Avoid nasty shocks at tax time
If you’ve ever had the experience of receiving a huge distribution from a fund at 30 June or you’re in a fund investing in so-called ‘income assets’ and it’s not paying a distribution, there’s a good chance your fund manager has not modernised to take advantage of new tax rules.
Lumpy distributions and zero dividends are relics of an old tax regime. While no tax laws are being broken, your fund manager, to whom you pay a management fee, has not updated for these changes. There are two simple questions you can ask your fund manager if you had a nasty surprise this past 30 June to make sure it does not happen again.
Recent tax changes can have a significant impact on the level of income you receive from your managed funds. The first change to the tax laws is known as ‘AMIT’, generally pronounced ”ay-mit”, which stands for the Attribution Managed Investment Trust rules. The other, slightly older change, is known as ‘ToFA’, generally pronounced similar to “tofu”. This stands for the Taxation of Financial Arrangements.
These two tax changes are important at this time of the year because some investors have been stung with an abnormally high 30 June distribution while other investors, in funds they rely on for income, did not receive a distribution at all. For these fund managers, it is too expensive or too hard to implement these changes.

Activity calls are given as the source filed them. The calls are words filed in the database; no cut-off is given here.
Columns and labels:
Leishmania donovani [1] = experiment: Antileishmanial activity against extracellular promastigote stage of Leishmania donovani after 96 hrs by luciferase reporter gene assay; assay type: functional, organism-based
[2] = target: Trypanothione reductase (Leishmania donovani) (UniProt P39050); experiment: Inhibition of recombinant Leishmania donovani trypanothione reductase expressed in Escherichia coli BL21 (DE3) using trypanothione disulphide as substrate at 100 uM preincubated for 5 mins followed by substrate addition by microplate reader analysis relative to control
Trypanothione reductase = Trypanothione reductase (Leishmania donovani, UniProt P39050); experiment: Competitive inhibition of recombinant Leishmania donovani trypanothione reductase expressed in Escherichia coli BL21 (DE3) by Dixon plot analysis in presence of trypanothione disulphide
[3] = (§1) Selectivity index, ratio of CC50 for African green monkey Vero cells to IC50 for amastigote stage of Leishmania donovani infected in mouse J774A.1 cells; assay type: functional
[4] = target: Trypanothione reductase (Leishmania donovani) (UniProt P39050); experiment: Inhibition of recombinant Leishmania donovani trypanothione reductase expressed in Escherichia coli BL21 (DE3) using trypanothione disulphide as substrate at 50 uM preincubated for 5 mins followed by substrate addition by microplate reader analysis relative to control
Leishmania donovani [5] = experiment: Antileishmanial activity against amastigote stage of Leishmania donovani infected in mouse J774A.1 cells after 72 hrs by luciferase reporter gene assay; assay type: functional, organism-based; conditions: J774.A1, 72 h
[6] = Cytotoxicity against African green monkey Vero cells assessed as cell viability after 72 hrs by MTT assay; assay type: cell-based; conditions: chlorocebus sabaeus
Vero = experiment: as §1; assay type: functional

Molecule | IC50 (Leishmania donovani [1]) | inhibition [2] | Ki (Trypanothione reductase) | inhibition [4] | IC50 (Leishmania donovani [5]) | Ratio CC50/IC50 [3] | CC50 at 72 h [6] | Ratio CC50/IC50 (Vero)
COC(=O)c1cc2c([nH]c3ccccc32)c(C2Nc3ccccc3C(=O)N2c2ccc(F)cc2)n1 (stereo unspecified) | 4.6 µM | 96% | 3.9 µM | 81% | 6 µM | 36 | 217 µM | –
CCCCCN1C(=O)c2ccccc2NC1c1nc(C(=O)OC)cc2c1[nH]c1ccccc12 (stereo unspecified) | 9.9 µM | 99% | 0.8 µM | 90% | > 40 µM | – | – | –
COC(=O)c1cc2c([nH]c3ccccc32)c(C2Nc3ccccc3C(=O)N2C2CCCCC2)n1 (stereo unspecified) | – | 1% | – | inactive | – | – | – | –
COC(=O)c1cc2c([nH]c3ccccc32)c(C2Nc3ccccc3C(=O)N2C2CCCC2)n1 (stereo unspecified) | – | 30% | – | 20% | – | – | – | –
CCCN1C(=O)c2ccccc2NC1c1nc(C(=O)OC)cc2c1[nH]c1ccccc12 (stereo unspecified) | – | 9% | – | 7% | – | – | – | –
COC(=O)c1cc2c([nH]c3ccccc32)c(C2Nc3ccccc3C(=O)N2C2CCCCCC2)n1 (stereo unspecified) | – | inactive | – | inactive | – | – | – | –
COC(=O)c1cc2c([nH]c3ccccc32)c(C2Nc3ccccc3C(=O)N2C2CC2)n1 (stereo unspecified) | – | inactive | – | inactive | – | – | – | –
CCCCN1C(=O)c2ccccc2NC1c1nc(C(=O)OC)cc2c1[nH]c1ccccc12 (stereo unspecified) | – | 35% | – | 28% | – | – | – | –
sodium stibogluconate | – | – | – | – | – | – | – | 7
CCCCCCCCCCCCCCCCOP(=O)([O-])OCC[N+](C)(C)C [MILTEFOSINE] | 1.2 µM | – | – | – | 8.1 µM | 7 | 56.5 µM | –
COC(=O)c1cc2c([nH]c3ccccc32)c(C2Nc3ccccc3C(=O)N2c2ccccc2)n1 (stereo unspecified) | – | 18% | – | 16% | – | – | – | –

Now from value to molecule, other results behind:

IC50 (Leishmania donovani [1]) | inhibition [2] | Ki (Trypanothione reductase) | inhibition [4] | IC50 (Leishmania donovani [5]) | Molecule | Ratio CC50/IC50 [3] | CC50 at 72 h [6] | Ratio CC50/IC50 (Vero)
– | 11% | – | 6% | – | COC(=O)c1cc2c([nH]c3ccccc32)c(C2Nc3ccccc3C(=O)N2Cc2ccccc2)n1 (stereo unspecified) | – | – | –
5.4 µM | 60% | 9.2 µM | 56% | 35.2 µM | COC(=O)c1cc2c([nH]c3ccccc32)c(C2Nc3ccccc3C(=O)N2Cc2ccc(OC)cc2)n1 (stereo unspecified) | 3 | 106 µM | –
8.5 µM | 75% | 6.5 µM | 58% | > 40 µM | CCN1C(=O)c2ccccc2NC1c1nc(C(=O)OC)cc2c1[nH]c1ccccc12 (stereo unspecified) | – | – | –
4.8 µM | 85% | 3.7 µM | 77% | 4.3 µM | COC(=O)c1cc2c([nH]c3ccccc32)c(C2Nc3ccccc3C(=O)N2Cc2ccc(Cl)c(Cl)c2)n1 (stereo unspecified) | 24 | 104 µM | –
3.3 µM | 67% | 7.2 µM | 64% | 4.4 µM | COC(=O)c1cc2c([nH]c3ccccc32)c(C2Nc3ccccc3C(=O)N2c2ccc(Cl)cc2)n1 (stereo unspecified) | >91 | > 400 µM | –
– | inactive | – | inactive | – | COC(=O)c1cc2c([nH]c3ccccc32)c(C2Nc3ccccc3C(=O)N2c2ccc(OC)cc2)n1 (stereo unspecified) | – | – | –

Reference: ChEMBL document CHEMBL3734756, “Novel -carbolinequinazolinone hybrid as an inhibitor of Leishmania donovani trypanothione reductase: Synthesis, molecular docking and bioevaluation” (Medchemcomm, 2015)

Proficient fund managers are adopting these new tax treatments to smooth out fund distribution cash flows to maximise the reliability of income for their investors.
So if it’s income you’re after, it’s very important to carefully consider not only the fund, but also the fund manager, to ensure that it’s income you’ll be receiving, rather than disappointment. Likewise, if it’s capital growth you are after, you do not want to be surprised by a big tax liability.
When investors think of income, they imagine receiving a regular deposit into their bank account of a consistent amount that grows slowly with inflation. It is hard for many of them to manage day-to-day living expenses when nothing turns up.
Below is a chart of the quarterly payment history of another fund manager’s Australian dollar hedged global infrastructure securities fund. One of the world’s most respected fund managers manages this fund. It may even be in your portfolio.
Source: Fund Manager’s website, July 2020
Pity the investors who bought into this fund for stable income at inception. Since March 2010, out of 36 quarters, investors received no payment 16 times. Almost half. Most recently, from March 2019 to the most recent 30 June distribution, investors received no income at all for six quarters in a row. That is a year and a half with no income from their ‘income fund’. That is more than just disappointing for these investors in infrastructure, who were probably expecting a cheque in those 16 quarters. Instead, they got nothing.
It is not just income funds. Have a look at these income payments for this international equity ETF issued by a different fund manager.
Source: Fund Manager’s website, July 2020
Pity the investor who bought this fund for growth. The last distribution represents around 10% of its net asset value. Income the client could not prepare for.